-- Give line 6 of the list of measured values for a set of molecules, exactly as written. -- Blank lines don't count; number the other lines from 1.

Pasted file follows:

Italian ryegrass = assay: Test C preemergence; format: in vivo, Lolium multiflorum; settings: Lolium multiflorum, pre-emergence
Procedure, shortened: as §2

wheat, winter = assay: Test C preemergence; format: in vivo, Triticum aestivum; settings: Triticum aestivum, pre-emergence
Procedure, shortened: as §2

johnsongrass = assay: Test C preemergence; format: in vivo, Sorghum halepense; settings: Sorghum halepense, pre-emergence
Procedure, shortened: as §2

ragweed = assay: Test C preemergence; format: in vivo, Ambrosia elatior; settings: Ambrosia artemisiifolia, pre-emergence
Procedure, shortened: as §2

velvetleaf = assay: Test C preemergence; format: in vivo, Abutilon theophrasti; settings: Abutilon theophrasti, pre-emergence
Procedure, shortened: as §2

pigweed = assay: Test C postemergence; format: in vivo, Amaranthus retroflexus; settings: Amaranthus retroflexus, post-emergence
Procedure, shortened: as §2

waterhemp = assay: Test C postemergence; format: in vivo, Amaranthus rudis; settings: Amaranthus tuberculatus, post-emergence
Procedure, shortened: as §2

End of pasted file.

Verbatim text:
Procedure, shortened: as §2